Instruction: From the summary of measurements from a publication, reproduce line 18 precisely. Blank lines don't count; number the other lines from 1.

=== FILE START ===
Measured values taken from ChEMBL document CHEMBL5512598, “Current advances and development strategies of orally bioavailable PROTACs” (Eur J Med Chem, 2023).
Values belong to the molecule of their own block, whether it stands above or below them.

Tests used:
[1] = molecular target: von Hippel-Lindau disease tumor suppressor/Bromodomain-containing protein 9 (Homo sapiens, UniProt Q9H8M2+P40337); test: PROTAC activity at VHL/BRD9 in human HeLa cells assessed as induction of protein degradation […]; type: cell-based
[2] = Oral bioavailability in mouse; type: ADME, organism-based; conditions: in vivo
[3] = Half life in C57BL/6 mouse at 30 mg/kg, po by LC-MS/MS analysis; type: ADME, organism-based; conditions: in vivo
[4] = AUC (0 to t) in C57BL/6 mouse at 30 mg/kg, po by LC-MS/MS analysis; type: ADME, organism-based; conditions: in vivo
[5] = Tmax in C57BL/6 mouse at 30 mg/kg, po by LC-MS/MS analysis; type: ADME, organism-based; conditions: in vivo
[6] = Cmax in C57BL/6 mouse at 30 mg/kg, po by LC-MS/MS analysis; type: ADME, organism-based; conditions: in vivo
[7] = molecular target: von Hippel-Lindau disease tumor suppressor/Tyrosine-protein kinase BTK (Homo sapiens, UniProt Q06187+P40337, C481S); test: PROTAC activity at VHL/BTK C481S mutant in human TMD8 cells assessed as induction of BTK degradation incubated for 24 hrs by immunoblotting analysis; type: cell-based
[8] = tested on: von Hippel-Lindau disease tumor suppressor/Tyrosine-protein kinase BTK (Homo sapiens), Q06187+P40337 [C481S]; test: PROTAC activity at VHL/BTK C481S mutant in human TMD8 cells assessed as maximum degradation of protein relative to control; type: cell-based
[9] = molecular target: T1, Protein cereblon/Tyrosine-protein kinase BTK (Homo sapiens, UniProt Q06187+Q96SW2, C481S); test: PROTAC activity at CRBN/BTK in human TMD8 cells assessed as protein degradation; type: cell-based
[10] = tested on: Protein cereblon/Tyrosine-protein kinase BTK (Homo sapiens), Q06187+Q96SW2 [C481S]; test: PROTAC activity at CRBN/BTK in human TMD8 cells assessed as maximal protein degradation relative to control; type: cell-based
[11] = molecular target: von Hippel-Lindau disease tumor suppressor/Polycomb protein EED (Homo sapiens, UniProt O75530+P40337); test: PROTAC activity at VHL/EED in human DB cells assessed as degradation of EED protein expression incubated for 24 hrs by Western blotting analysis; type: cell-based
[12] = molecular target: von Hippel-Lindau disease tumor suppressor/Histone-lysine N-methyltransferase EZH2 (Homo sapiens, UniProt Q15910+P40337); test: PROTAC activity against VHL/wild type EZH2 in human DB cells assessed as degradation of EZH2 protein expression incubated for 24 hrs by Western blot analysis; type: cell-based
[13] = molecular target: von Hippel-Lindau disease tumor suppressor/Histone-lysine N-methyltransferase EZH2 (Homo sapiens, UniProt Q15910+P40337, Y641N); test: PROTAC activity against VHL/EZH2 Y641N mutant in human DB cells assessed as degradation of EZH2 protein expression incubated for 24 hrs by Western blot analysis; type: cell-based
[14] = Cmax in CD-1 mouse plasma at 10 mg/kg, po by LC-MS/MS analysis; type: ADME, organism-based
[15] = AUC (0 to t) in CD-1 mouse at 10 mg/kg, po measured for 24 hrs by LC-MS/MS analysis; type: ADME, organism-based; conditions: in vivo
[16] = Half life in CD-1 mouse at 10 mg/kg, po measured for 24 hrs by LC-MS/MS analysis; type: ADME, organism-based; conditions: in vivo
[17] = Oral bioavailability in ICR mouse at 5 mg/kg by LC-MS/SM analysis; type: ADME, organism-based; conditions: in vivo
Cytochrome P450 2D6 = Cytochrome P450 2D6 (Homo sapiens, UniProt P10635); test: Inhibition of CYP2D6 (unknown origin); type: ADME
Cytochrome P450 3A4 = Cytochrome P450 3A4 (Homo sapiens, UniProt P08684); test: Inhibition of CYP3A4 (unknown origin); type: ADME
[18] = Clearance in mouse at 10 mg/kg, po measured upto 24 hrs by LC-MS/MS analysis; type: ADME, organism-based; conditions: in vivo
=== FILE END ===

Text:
[15] = AUC (0 to t) in CD-1 mouse at 10 mg/kg, po measured for 24 hrs by LC-MS/MS analysis; type: ADME, organism-based; conditions: in vivo